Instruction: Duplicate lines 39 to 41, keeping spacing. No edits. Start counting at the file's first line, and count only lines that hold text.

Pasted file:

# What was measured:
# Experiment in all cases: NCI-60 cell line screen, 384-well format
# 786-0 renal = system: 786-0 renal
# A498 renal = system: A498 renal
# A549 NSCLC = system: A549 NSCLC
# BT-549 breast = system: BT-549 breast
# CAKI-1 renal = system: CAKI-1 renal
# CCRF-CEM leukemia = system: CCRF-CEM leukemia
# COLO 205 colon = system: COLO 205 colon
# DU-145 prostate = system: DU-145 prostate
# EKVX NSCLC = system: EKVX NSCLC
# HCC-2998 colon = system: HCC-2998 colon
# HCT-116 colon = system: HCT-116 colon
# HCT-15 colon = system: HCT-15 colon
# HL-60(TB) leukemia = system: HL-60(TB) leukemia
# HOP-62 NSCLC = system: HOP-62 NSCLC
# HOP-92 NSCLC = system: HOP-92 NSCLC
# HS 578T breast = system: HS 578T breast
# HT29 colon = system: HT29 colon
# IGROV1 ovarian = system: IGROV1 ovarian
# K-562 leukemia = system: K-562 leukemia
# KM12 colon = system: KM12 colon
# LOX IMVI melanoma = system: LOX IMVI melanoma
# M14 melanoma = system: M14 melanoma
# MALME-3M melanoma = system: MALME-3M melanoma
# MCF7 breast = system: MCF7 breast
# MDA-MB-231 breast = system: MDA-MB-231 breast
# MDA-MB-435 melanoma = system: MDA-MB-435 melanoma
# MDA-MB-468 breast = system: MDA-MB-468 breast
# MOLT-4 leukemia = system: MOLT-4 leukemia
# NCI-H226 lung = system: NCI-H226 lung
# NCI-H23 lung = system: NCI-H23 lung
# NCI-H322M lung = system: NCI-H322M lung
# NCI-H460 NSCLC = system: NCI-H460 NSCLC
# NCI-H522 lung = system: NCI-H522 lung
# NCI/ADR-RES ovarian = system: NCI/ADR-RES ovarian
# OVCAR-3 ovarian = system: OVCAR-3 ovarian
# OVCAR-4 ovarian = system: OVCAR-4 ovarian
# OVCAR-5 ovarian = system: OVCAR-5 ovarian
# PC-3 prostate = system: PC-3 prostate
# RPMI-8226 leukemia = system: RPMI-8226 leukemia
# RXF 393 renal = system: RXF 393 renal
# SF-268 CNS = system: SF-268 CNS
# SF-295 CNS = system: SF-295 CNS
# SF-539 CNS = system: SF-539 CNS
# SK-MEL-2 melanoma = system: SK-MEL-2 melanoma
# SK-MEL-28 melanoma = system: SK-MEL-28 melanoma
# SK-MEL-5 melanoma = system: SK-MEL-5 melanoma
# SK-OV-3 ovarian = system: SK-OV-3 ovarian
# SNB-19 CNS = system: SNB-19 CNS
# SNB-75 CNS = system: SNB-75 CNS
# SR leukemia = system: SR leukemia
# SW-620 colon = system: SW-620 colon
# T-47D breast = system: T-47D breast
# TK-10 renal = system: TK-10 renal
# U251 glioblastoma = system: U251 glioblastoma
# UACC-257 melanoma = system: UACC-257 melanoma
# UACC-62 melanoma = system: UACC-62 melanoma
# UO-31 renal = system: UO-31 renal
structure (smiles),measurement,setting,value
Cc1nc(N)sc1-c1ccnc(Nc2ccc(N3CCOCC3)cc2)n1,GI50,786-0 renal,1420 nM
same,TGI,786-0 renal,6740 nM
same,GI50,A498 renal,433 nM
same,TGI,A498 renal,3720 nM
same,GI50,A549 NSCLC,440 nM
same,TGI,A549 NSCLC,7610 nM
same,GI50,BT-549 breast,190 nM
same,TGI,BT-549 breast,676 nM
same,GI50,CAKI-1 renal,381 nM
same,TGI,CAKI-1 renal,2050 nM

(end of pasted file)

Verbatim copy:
# OVCAR-5 ovarian = system: OVCAR-5 ovarian
# PC-3 prostate = system: PC-3 prostate
# RPMI-8226 leukemia = system: RPMI-8226 leukemia